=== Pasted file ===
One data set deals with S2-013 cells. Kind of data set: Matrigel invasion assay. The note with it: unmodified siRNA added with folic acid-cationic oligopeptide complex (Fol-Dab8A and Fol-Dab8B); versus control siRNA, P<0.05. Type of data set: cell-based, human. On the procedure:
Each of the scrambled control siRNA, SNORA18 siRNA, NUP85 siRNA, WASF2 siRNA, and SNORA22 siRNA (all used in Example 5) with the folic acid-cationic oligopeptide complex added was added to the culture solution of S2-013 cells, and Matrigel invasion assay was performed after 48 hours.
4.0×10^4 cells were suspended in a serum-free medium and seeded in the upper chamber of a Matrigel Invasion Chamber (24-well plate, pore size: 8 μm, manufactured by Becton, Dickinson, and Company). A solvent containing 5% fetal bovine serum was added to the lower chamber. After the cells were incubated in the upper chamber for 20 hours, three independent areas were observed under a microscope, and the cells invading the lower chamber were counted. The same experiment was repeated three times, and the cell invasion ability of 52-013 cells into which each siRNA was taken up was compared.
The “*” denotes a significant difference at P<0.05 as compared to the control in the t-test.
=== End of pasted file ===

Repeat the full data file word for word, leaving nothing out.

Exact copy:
One data set deals with S2-013 cells. Kind of data set: Matrigel invasion assay. The note with it: unmodified siRNA added with folic acid-cationic oligopeptide complex (Fol-Dab8A and Fol-Dab8B); versus control siRNA, P<0.05. Type of data set: cell-based, human. On the procedure:
Each of the scrambled control siRNA, SNORA18 siRNA, NUP85 siRNA, WASF2 siRNA, and SNORA22 siRNA (all used in Example 5) with the folic acid-cationic oligopeptide complex added was added to the culture solution of S2-013 cells, and Matrigel invasion assay was performed after 48 hours.
4.0×10^4 cells were suspended in a serum-free medium and seeded in the upper chamber of a Matrigel Invasion Chamber (24-well plate, pore size: 8 μm, manufactured by Becton, Dickinson, and Company). A solvent containing 5% fetal bovine serum was added to the lower chamber. After the cells were incubated in the upper chamber for 20 hours, three independent areas were observed under a microscope, and the cells invading the lower chamber were counted. The same experiment was repeated three times, and the cell invasion ability of 52-013 cells into which each siRNA was taken up was compared.
The “*” denotes a significant difference at P<0.05 as compared to the control in the t-test.